It is midweek again! Happy Wednesday everyone. I hope you are all doing well during this time of uncertainties. With the midweek is another WWW Wednesday update. WWW Wednesday is a bookish meme originally hosted by SAM@TAKING ON A WORLD OF WORDS. The mechanics for WWW Wednesday is quite simple, you just have to answer three questions:

  1. What are you currently reading?
  2. What have you finished reading?
  3. What will you read next?

What are you currently reading?

After more than seven weeks of travelling all over Latin America and the Caribbean, I am finally pivoting back towards the Asian continent. I am now off to Japan, immersing in the best of Japanese Literature. Over the years, I have called Japanese literature my home as it is one part of the literary world that I always look forward to. An immersion into Japanese literature would not be complete without a Haruki Murakami novel; I have commenced my journey with his first ever work and now I am currently reading his second novel, Pinball, 1973. I have just started with Pinball, 1973 and it rather feels nostalgic because I am traveling back to time to witness Murakami’s humble beginnings.

What have you finished reading?

After having one-book weeks, the past seven days have been hectic as I completed four books. I think this is my first (or perhaps second) time completing this man books in a week. To be fair, three of these four books are novellas. The first of these four books is Jorge Amado’s Showdown. Originally published in Portuguese as Tocaia Grande, the novel deals with the story of a community in the rural areas of the modern state of Bahia. For years, Tocaia Grande has existed beyond the ambits of law. Among the motley crew of cast are prostitutes, a Lebanese merchant (often referred to as Turk), a faith healer, bandits, and plantation owners. Despite the nonexistence of law, the denizens of Tocaia Grande lived in harmony. The titular “showdown” occurs at the close of the book. It was a memorable first read from the prolific Brazilian storyteller.

From Brazil, I next journeyed to the Ecuadorian jungle with Chilean writer Luis Sepúlveda’s The Old Man Who Read Love Stories. It is a slender book and relates the story of Antonio Jose Bolivar Proano, who, for four decades, have lived an  in the small village of El Idilio in the jungles of Ecuador. He was living a tranquil and simple life until one day when an ocelot goes amok and was wreaking havoc somewhere in the jungle. The ocelot is after some blood and the old man knows that he is the one to stop the ocelot from causing further danger. Despite its size, I loved the story and how it was related by Sepulveda. His lyrical prose, coupled with his atmospheric writing riveted me in. After reading the book, I was reminded of Ernest Hemingway’s The Old Man and The Sea. I was quite surprised to learn I wasn’t the only one.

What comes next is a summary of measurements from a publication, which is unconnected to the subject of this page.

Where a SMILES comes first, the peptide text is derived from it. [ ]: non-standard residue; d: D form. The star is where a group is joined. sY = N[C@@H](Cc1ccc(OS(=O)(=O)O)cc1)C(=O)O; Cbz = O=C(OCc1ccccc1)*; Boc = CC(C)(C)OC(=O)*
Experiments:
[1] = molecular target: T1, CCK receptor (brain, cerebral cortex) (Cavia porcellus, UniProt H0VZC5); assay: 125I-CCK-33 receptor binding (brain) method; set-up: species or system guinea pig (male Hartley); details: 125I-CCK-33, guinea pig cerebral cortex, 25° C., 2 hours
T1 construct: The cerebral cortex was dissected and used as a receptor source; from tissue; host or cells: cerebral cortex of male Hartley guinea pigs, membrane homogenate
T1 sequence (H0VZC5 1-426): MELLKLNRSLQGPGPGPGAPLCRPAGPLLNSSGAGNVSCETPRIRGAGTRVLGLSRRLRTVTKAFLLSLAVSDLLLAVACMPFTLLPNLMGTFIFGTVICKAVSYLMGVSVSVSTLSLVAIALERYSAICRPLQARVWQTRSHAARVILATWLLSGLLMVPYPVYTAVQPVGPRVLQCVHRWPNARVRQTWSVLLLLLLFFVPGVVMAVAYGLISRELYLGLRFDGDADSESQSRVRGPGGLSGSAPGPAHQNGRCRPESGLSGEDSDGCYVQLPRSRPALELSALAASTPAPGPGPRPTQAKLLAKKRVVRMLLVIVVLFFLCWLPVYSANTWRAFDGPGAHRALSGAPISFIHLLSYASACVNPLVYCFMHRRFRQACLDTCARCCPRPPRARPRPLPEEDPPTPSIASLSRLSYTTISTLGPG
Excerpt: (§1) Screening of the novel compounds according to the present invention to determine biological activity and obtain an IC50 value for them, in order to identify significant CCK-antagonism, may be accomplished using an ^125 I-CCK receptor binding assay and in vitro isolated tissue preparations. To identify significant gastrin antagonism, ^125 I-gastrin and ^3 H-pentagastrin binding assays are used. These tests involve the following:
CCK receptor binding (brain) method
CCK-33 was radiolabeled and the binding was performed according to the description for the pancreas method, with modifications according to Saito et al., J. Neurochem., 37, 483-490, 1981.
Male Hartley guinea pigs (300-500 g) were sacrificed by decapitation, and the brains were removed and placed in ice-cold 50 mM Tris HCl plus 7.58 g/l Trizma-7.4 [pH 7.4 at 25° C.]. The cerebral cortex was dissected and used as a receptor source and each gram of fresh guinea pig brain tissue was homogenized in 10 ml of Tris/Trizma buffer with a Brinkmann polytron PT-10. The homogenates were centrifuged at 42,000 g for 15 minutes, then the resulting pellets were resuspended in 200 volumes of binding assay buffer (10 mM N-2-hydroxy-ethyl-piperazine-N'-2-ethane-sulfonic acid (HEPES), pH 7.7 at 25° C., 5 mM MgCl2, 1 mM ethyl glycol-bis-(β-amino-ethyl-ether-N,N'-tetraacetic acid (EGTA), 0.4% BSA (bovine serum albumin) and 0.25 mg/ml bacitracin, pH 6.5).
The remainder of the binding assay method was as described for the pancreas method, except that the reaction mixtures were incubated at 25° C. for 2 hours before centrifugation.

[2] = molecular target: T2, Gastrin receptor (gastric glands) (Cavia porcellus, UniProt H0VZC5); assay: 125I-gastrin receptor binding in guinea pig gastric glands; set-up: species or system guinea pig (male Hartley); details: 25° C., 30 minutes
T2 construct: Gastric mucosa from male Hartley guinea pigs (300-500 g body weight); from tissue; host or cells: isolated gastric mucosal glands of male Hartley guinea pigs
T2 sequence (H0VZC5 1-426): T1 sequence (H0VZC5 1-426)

It seems that Chilean writers will make a bulk of my Latin American literary adventure. After Roberto Bolaño, José Donoso, and Luis Sepúlveda, my journey into the depths of Latin American literature culminated with Alejandro Zambra’s Multiple Choice. Multiple Choice is, without a doubt, one of the most unique novels ever written. Rather than the conventional prose, Zambra takes it up a notch higher as he related the story in the form of a test. Its structure used the structure and questions of the Chilean Academic Aptitude Test to explore and underscore the role of education, and in particular, the correlation of multiple choice questions to promoting compliance to authoritarian rule. To further underline this seminal theme, here is one of the deepest lines from the parodic narrative: “The National Institute is rotten, but the world is rotten. They prepared you for this, for a world where everyone fucks everyone over. You’ll do well on the test, very well, don’t worry – you weren’t educate, you were trained.”

With Multiple Choice, my journey into Latin American and Caribbean literature has finally culminated. Now, it is time for the next adventure. From the Americas, I am journeying back to Asia, to one of my comfort zones, Japanese literature. This journey commenced with the popular writer Haruki Murakami’s Hear the Wind Sing. This is my eleventh Murakami novel and this is a book I have been looking forward to since this was his first ever novel. Narrated by the anonymous protagonist (a quality it shares with other Murakami works), it relates the story of his 1970 summer. As expected of a first work, Hear the Wind Sing does not live up to the grandeur of its successors such as Kafka on the Shore, The Windup Bird Chronicles, or even The Norwegian Wood. However, it laid the foundation to Murakami’s succeeding works such as his love for music, his anonymous protagonists, and cultural touchstones.

What will you read next?

After two Murakami short novels, I am looking at alternating an unfamiliar author with a familiar one. Earlier this year, I just picked up Kikuko Tsumura’s There’s No Such Thing As An Easy Job for my interest was piqued by the color scheme and the novel’s title. As a corporate slave myself, I think that this is a novel that I can relate to (or many of us can relate to). Moreover, Japanese writers are masters of the slice-of-life genre (mangas are fine examples) so I know I am in for a treat. Junichiro Tanizaki’s The Makioka Sisters is a title that I have been looking forward to for the longest time. I have been holding out on buying a copy of the book for I was hoping I would find a hardbound copy (I never did). As I can no longer keep the tenterhook, I listed The Makioka Sisters as one of my 2021 Top 21 Reading List. I am really looking forward to the journey.

Thus concludes another WWW Wednesday update! I hope everyone is having a great midweek! Do keep safe and as always, enjoy reading!